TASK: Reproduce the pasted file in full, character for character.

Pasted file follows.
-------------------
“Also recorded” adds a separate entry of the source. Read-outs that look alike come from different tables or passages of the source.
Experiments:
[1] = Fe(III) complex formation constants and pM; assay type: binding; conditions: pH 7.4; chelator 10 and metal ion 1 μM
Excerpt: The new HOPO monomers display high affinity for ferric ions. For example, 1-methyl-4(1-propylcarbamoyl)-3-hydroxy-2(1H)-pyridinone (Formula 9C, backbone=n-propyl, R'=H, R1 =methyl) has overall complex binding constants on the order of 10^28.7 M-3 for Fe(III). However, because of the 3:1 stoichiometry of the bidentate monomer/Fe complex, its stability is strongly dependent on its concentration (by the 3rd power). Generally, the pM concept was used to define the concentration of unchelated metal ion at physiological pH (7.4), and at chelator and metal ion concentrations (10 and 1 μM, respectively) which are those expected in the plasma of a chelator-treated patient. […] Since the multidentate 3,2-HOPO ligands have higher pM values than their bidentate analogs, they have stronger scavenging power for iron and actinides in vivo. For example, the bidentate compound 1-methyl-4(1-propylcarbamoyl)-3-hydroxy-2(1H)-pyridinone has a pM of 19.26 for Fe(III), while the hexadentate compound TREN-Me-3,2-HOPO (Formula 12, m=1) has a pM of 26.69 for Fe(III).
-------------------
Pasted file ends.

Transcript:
“Also recorded” adds a separate entry of the source. Read-outs that look alike come from different tables or passages of the source.
Experiments:
[1] = Fe(III) complex formation constants and pM; assay type: binding; conditions: pH 7.4; chelator 10 and metal ion 1 μM
Excerpt: The new HOPO monomers display high affinity for ferric ions. For example, 1-methyl-4(1-propylcarbamoyl)-3-hydroxy-2(1H)-pyridinone (Formula 9C, backbone=n-propyl, R'=H, R1 =methyl) has overall complex binding constants on the order of 10^28.7 M-3 for Fe(III). However, because of the 3:1 stoichiometry of the bidentate monomer/Fe complex, its stability is strongly dependent on its concentration (by the 3rd power). Generally, the pM concept was used to define the concentration of unchelated metal ion at physiological pH (7.4), and at chelator and metal ion concentrations (10 and 1 μM, respectively) which are those expected in the plasma of a chelator-treated patient. […] Since the multidentate 3,2-HOPO ligands have higher pM values than their bidentate analogs, they have stronger scavenging power for iron and actinides in vivo. For example, the bidentate compound 1-methyl-4(1-propylcarbamoyl)-3-hydroxy-2(1H)-pyridinone has a pM of 19.26 for Fe(III), while the hexadentate compound TREN-Me-3,2-HOPO (Formula 12, m=1) has a pM of 26.69 for Fe(III).